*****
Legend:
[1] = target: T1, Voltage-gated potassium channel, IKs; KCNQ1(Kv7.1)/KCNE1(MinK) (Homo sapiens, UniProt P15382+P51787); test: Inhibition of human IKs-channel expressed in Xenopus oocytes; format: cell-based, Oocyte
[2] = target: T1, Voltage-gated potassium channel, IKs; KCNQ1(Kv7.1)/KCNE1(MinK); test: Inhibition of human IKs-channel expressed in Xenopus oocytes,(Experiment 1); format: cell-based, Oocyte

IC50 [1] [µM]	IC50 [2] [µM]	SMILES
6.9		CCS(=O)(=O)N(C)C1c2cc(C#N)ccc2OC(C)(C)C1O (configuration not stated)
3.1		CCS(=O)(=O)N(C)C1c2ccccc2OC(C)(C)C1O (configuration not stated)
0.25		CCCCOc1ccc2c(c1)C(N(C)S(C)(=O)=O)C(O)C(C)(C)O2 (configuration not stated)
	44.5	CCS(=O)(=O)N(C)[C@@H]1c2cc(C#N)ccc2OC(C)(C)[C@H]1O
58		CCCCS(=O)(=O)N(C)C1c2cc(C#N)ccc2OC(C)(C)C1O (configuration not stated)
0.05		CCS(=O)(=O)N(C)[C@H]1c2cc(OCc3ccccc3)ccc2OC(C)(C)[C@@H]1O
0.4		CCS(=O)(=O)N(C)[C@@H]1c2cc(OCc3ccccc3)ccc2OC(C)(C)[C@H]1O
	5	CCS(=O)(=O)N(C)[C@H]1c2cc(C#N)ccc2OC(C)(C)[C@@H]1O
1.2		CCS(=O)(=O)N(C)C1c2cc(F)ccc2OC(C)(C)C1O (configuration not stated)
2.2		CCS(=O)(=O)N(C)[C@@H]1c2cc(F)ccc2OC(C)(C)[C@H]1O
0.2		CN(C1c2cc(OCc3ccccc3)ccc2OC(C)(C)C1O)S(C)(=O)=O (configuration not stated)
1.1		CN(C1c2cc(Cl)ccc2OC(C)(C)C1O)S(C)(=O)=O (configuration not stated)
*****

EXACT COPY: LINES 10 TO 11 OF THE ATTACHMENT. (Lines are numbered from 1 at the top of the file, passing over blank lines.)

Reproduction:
0.05		CCS(=O)(=O)N(C)[C@H]1c2cc(OCc3ccccc3)ccc2OC(C)(C)[C@@H]1O
0.4		CCS(=O)(=O)N(C)[C@@H]1c2cc(OCc3ccccc3)ccc2OC(C)(C)[C@H]1O